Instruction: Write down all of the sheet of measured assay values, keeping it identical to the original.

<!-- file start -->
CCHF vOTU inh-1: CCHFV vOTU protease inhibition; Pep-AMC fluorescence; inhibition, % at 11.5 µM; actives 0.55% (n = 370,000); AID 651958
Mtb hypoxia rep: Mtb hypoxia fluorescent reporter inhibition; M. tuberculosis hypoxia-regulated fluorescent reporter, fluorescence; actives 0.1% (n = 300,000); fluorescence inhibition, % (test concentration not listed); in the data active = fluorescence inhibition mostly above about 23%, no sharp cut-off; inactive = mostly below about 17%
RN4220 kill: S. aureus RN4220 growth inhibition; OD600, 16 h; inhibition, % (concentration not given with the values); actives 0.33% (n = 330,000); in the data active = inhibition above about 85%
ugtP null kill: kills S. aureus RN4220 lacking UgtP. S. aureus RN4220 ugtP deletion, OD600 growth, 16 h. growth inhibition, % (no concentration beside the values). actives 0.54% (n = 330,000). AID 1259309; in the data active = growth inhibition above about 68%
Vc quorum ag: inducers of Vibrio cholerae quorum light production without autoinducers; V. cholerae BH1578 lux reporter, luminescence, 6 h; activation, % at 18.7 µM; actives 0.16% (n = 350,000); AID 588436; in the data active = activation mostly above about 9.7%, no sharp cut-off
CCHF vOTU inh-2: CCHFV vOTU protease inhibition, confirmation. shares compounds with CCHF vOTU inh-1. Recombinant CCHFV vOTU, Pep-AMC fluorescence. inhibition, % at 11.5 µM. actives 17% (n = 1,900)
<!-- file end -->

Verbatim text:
CCHF vOTU inh-1: CCHFV vOTU protease inhibition; Pep-AMC fluorescence; inhibition, % at 11.5 µM; actives 0.55% (n = 370,000); AID 651958
Mtb hypoxia rep: Mtb hypoxia fluorescent reporter inhibition; M. tuberculosis hypoxia-regulated fluorescent reporter, fluorescence; actives 0.1% (n = 300,000); fluorescence inhibition, % (test concentration not listed); in the data active = fluorescence inhibition mostly above about 23%, no sharp cut-off; inactive = mostly below about 17%
RN4220 kill: S. aureus RN4220 growth inhibition; OD600, 16 h; inhibition, % (concentration not given with the values); actives 0.33% (n = 330,000); in the data active = inhibition above about 85%
ugtP null kill: kills S. aureus RN4220 lacking UgtP. S. aureus RN4220 ugtP deletion, OD600 growth, 16 h. growth inhibition, % (no concentration beside the values). actives 0.54% (n = 330,000). AID 1259309; in the data active = growth inhibition above about 68%
Vc quorum ag: inducers of Vibrio cholerae quorum light production without autoinducers; V. cholerae BH1578 lux reporter, luminescence, 6 h; activation, % at 18.7 µM; actives 0.16% (n = 350,000); AID 588436; in the data active = activation mostly above about 9.7%, no sharp cut-off
CCHF vOTU inh-2: CCHFV vOTU protease inhibition, confirmation. shares compounds with CCHF vOTU inh-1. Recombinant CCHFV vOTU, Pep-AMC fluorescence. inhibition, % at 11.5 µM. actives 17% (n = 1,900)